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  1. #121
    Bourbonian of the Year 2011
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    Re: The Kinsey Fire Observation Room

    Thanks Dave, that's great, appreciate the info.

    Gary

  2. #122
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    Re: The Kinsey Fire Observation Room

    Dave I appreciate your ongoing efforts in the history section of the Forum. Please keep up the good work.

  3. #123
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    Post Re: The Kinsey Fire Observation Room

    Thanks Squire it means alot to know people like the story of Publicker I put forth. Another important thing in the reasons there was never any major fires or explosions at Kinsey was all the monthly fire drill's done there with the Linfield Fire Company and our Company fireman and truck and the very thing this thread started with, that way back in 1946/47 the Compnay decided to put a fire observation room on top of Explosion proof Warehouse Q at the High Point of the Plant and a double decker one so that you could see arcoss the roof toward the game lands and woods.

    Publicker learned from explosions and other things that happened in Phila and put lots of safety measures when they Built the 14 new Buildings. No short cuts on switches all being Explosion proof. Explosion and fire protected fire escapes walls and floors 2 foot thick. and tons of Sprinklers including spending the money to Put sprinklers in every Old Kinsey Building with large water capasity Piping there were sprinkler heads running all 6 levels of the wooden racks in the old Warehouses like H warehouse.
    1. Here is a Picture of the Fire observation Tower and room!

    I always feel very proud of our Safety records at Kinsey there was never a time I ever worried about explosions or getting hurt. Continental may have made some terrible mistakes in the big Phila Plant but from the moment Kinsey reopened as a division of Publicker Industries even when the Old DSP-pa-12 Distiller was running from late 1940 which it did till spring 1951 there was never any fires or explosions and our Fire drills were very well done and mostly in the Oldest Buidlings even when they were not used anymore they still had heat and Power and Sprinklers working and great roofs with no leaks. IT is this also that made Kinsey very safe.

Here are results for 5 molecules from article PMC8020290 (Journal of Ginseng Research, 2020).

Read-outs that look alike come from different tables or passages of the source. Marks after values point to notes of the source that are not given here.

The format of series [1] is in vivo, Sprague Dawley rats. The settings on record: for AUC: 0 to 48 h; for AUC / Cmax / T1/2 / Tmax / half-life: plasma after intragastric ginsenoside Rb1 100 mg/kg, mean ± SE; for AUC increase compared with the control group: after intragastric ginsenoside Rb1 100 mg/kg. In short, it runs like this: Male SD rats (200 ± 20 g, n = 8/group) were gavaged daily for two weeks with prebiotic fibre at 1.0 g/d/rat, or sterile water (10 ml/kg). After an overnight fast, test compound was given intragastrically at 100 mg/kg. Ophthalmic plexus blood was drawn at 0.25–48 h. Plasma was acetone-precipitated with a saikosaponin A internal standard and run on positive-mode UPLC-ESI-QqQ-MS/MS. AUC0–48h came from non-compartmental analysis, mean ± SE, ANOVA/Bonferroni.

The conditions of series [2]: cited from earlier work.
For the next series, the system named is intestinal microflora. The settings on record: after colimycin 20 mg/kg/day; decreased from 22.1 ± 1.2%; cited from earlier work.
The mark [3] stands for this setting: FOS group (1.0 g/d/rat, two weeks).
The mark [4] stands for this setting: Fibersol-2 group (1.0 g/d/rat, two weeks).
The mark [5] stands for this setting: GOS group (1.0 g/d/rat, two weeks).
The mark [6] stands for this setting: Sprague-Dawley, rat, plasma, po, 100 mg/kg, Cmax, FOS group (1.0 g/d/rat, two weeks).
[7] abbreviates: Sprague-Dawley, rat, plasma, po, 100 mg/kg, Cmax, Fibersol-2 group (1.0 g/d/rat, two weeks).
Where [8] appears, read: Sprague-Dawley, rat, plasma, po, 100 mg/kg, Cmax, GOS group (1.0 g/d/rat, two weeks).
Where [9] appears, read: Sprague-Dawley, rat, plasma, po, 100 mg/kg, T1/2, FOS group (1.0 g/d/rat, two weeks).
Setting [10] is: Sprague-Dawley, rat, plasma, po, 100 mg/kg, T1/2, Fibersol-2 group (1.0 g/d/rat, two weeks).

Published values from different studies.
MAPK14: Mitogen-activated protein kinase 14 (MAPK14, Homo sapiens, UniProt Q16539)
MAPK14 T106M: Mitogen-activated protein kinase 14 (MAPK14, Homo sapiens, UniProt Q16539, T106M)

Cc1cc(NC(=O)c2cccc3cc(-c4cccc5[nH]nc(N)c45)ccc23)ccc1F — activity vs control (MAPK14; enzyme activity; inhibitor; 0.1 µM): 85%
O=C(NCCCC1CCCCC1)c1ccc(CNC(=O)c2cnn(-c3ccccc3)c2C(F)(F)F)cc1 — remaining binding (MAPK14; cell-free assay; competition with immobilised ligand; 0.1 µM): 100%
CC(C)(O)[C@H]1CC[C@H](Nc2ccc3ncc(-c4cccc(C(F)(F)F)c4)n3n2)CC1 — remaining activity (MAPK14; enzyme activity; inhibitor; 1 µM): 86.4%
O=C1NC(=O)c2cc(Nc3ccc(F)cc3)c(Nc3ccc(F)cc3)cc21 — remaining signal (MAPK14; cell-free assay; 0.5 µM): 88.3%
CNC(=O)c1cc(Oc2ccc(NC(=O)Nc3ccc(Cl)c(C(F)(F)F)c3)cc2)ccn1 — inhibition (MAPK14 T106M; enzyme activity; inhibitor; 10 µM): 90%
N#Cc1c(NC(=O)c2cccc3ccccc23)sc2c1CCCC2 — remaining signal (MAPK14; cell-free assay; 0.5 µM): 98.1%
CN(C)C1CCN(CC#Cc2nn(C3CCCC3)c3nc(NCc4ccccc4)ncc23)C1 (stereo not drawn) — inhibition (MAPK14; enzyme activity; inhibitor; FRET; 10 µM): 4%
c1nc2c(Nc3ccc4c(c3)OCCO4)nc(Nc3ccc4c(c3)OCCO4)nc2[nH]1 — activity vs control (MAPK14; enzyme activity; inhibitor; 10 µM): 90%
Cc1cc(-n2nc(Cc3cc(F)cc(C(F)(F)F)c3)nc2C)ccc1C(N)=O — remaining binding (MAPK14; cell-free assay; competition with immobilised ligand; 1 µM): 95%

Dave Z
    -=-=-=-=-=-=-=-=-=-=-=-=-=-=-=-=-=-=-=-=-=-=-=-=-=-=-=-=-=-
    It Seems All The Nicest People Drink Old Hickory
    America's Most Magnificent Bourbon
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  4. #124
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    Post Re: The Kinsey Fire Observation Room

    During the time the Kinsey Plant has been abandon the Old Explosion Proof warehouses have proved how well they were built. Way back in the early 2000's vandels set some almost empty corn whiskey barrels on fire on the third floor of Q warehouse the warehouse with the fire observation room.

    The fire company came and put the fire out the only major damage was that they punched a hole in the wall to put water on the fire. The fire was so hot the window glass melted in the fire observation room and ran down the walls. And the window frames bent from the heat.

    How ever the building is still strong and I have been in the room around 3 to 4 times. The other time was in warehouse "I" where when the plant was abandoned, there was one corner of this building that had whiskeys and Liquor's abandoned there. They were on skids from the floor to the ceiling 22 feet above on the first floor.

    Someone got in there in the late 1990's to early 2000 when no one was watching the place. Long before I ever got there, and they set fire to the spirits, most likely Kids. The fire from all the research I did when I saw its remains burned till it was all burned up. When I went in there was no smell of smoke only cracking on the brick inside the wall next to the fire area, and the broken burned up glass from the labeled bottles. So you had a very hot major fire burning till it went out by itself with almost zero damage to the Explosion proof warehouse.

    This is a great testament to the Buildings, their Builder Mc Cuskie Builders of Phila and Kelly for Brick and Continental Distilling's engineers.

    I was able to salvage a bit of Peanut Liquor from the very bottom of the Pile but everything else burned up. And the reason I know it burned itself out was the lack of any water on the floor or Fire fighting chemicals. So it may well have burned for days with no one knowing till it burned out.